IF Competition 2008: Interlude

I’ve noticed a trend over the years, that seems particularly prominent this year, and that is of people who eschew the various virtual machine systems in favour of creating their own game complete with parser/interpreter all wrapped up in an exe and ready to go.

I can see the appeal behind this myself.  I’m a professional programmer and I wouldn’t have gotten into the industry if I didn’t love to tinker with software and play about with different algorithms.  I’ve written small parsers and compilers as well at different points, and always loved genetic art algorithms and other strange and not particularly useful quirks of software.

That said, if you want to mess about with parsers and such feel free, there’s no-where written that you have to use Inform, Tads, Adrift or any of the others to write a game. 

You might want to reconsider releasing them in the IFComp however. 

For a start, lets examine the motivations behind it.  If all you want to do is play about, there’s no need to release them at all.  This is unlikely, because everyone who has created something, regardless of the initial reason, is likely to want some sort of feedback.  If you do it to the newsgroup, outside of the competition itself, I think you are likely to receive a warmer reception.

These custom-built packages, to me, say nothing greater than “look at me, I’m so fantastic I can build a parser”.  I’ve never yet seen one that, in flexibility and power, match up to Tads or Inform, or even come close to their stability, and they can only run on the platform they are compiled on – unlike the popular virtualised game files which will run anywhere there is an interpreter, which is to say everywhere.

All of that says to me – utter waste of time.  You have reinvented the wheel, made it square, limited the places in which it can work, and then put it on a silver platter and sit back awaiting accolades that you really don’t deserve.  I don’t even bother playing them anymore.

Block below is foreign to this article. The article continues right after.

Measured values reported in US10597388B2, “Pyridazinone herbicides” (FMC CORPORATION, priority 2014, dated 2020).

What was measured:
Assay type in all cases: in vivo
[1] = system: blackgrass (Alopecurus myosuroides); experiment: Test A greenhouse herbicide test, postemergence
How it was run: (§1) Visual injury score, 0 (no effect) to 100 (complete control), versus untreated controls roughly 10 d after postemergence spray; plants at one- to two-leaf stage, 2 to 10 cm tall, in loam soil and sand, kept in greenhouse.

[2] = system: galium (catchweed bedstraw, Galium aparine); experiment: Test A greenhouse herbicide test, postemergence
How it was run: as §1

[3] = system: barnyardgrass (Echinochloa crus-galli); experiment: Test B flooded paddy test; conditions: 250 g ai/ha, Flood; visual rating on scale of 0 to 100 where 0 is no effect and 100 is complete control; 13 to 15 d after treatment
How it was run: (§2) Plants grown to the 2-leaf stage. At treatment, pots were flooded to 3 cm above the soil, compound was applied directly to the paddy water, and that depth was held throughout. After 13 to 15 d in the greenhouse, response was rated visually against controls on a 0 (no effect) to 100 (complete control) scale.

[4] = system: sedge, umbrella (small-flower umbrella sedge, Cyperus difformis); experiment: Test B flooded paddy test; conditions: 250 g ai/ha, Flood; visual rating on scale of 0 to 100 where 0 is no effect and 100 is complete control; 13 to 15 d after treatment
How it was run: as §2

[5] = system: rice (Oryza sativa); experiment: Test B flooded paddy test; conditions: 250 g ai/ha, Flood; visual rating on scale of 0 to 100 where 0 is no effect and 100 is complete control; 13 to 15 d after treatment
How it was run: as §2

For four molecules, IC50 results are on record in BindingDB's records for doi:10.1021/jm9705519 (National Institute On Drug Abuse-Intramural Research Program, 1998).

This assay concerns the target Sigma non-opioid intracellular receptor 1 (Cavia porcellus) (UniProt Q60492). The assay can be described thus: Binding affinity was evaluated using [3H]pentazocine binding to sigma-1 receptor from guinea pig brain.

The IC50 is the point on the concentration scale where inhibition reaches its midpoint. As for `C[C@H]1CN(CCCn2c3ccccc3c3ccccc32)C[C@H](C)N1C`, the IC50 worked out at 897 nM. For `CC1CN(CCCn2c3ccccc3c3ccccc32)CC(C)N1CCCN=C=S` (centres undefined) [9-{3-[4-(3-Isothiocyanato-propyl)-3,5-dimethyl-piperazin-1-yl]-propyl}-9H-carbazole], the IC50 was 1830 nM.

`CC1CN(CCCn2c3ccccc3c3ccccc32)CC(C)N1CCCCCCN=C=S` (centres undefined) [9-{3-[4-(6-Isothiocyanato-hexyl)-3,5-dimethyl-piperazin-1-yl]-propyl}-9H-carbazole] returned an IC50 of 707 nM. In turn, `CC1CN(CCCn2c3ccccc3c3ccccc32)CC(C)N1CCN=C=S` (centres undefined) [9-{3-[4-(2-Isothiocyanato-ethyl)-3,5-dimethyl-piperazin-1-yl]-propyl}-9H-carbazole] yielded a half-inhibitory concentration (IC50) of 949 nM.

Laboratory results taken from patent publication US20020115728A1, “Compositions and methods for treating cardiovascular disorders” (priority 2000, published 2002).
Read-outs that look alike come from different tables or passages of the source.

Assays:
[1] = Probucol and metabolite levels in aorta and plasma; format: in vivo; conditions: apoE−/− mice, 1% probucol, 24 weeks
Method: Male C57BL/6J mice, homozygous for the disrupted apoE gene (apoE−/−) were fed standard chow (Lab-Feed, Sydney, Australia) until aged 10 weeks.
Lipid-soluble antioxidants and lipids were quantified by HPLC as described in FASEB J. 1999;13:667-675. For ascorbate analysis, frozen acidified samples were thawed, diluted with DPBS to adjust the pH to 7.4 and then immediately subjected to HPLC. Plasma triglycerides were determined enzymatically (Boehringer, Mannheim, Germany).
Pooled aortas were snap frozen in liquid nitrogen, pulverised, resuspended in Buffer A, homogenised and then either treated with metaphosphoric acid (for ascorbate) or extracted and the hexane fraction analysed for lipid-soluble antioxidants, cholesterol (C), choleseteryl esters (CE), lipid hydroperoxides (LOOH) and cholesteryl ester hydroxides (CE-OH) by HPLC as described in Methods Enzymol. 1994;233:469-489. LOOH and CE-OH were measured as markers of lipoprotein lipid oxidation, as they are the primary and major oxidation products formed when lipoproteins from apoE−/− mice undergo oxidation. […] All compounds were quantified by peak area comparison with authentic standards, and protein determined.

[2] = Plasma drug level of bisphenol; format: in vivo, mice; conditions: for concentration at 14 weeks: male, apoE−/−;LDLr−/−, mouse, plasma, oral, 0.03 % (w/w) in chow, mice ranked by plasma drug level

There is no reason, nor any justification, for a return to the parser-embedded-in-the-game format for interactive fiction.  No-one wants or needs it.  That’s not to say there’s no room for competitors to the incumbent formats but if that is your goal you need to meet them on their own ground, match their stability and feature-set and surpass it – a lofty objective.

There are also serious downsides to rolling your own system; the dangers presented if things should go wrong.  This rant has been prompted, in quite a few ways, by what I read on this thread:

http://www.intfiction.org/forum/viewtopic.php?f=32&t=464&start=0

Emilian, one of the codes who decided the best way to go was to roll his own solution, is attempting to release an upgrade to his game whilst the competition is still going.  This is, of course, seriously against the rules and he got quite belligerant when he was told this – and with good reason.  In his mind he has not edited the game itself, he has fixed a bug in his interpreter, and packed it with a different packer.

Unfortunately i’d say he is mistaken on the first point.  If you write your own parser and interpreter and release it as one big package then the interpreter is part of the game!  You cannot make the same distinction to your own work, that between parser and game file, that is attributed to the widely available frameworks simply because that is the way you programmed them.  They are being distributed as a single package, no one already has “coolXXX interpreter” installed seperately and they are not downloading the game as a bytecode seperately.  For all intents and purposes, the two are one and the same.